The trial of former Minneapolis police officer Derek Chauvin began on Monday with the showing of the video clip that was recorded by a passerby of the death of George Floyd.

The White police officer knelt on Floyd for 9 minutes and 29 seconds, prosecutors said, correcting the 8:46 timing that has become a symbol of police brutality.

Prosecuting attorney Jerry Blackwell, in his opening statement, repeatedly emphasised the new 9:29 timing, telling jurors they were the “three most important numbers in this case.”

He broke down the timing of Chauvin’s kneeling into three sections: 4 minutes and 45 seconds as Floyd cried out for help, 53 seconds as Floyd flailed due to seizures and 3 minutes and 51 seconds as Floyd was non-responsive.

Chauvin’s defense similarly accepted the new timing as accurate to support its own arguments.

A witness for the prosecution, Donald Williams III, said Floyd was “slowly fading away” during the nine minutes Chauvin kneeled on his back and neck.

Chauvin’s lawyer argued his use of force was “unattractive but necessary”.

This trial is being seen by many as a pivotal moment in US race relations.

Williams, a 33-year-old entrepreneur, narrated the details of the harrowing incident as it happened.

He said had been planning to enter the Cup Foods shop, in Minneapolis, Minnesota, when he witnessed the arrest of Floyd on 25 May 2020.

He said he decided against entering the shop because “the energy was off”, and instead began a conversation with the police officers and urged them to check Floyd’s pulse.

He told the court he could see Floyd’s life slipping away. “He’s slowly fading away like a fish in a bag,” he said. “His eyes slowly rolled to the back of his head” until “he didn’t have no life in him no more in his body”.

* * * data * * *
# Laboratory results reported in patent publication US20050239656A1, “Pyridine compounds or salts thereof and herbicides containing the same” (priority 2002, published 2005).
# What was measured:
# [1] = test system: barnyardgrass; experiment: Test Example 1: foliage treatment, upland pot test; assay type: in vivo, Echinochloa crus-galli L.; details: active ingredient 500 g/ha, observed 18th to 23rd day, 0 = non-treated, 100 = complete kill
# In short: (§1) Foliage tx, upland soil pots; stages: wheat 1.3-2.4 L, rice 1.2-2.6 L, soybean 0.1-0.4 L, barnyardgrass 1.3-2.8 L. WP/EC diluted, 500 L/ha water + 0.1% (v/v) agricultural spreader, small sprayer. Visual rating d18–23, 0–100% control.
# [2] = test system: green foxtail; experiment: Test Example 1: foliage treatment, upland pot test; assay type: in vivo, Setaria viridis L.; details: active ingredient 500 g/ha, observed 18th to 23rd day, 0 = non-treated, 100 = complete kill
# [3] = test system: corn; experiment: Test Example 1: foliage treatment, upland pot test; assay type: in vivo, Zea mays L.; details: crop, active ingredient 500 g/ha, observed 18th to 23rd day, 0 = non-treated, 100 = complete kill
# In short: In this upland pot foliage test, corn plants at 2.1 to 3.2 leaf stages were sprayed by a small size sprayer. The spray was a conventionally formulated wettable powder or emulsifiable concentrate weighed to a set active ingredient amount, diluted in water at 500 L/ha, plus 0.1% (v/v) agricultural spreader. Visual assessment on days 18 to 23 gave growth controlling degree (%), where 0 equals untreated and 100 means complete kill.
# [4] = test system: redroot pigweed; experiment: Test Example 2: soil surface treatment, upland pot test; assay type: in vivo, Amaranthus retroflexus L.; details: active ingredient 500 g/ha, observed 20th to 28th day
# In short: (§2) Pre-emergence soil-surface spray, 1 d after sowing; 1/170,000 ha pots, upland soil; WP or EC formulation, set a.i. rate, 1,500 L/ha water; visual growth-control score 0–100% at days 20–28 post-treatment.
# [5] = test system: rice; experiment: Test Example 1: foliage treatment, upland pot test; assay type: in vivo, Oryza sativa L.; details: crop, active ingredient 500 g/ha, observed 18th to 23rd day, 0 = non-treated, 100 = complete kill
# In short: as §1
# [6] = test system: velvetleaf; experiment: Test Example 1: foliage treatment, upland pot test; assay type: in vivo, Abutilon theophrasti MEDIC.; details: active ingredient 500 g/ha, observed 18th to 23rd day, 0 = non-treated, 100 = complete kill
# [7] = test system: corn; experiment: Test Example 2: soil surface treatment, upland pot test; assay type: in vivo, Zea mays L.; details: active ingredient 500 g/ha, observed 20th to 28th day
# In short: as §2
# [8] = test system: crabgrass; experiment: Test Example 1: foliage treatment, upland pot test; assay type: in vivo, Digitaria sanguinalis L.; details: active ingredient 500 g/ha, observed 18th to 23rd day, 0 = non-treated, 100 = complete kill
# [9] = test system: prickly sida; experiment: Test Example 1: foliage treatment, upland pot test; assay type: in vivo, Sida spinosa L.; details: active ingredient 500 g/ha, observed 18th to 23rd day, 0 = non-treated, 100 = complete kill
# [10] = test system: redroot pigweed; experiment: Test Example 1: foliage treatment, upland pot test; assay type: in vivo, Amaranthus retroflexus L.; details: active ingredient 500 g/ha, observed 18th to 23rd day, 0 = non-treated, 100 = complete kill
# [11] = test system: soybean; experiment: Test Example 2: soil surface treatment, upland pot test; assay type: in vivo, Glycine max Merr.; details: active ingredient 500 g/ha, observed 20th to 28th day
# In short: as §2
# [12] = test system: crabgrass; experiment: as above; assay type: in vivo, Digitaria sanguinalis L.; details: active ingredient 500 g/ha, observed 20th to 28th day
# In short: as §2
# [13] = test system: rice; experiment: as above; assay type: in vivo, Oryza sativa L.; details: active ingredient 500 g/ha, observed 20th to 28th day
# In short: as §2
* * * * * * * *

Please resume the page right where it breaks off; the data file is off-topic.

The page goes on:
Prosecutor Jerry Blackwell told jurors that Floyd said 27 times that he could not breathe.

The tape proves Chauvin was “engaging in behaviour that was imminently dangerous… without regard for its impact on the body of George Floyd,” he said.

Defence lawyer Eric Nelson, in his opening statements, said that the evidence “is far greater than nine minutes and 29 seconds” of video footage.

Jena Scurry, the 911 police despatcher, who deployed police to the Cup Foods shop after Floyd was reported for allegedly using a counterfeit $20 bill, told the court that she thought the “screens had frozen” because of the length of time Floyd was kept on the ground and became “concerned that something might be wrong”.

The May 25, 2020, incident sparked protests in the US and across the world against police brutality and racism.

Chauvin, 45, who was dismissed from the police, denies murder and manslaughter charges, which carry sentences of up to 40 years in prison.

Three other officers present – Tou Thao, J Alexander Keung and Thomas Lane – will go on trial later in the year.


Please enter your comment!
Please enter your name here